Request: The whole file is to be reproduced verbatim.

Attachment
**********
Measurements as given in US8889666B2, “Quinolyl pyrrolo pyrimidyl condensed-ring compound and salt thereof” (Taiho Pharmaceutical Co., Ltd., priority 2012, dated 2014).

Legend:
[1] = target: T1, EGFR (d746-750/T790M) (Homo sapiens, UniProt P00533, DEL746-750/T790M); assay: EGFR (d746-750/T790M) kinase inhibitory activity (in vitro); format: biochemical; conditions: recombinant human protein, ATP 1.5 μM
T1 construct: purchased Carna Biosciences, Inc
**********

Measurements as given in US8889666B2, “Quinolyl pyrrolo pyrimidyl condensed-ring compound and salt thereof” (Taiho Pharmaceutical Co., Ltd., priority 2012, dated 2014).

Legend:
[1] = target: T1, EGFR (d746-750/T790M) (Homo sapiens, UniProt P00533, DEL746-750/T790M); assay: EGFR (d746-750/T790M) kinase inhibitory activity (in vitro); format: biochemical; conditions: recombinant human protein, ATP 1.5 μM
T1 construct: purchased Carna Biosciences, Inc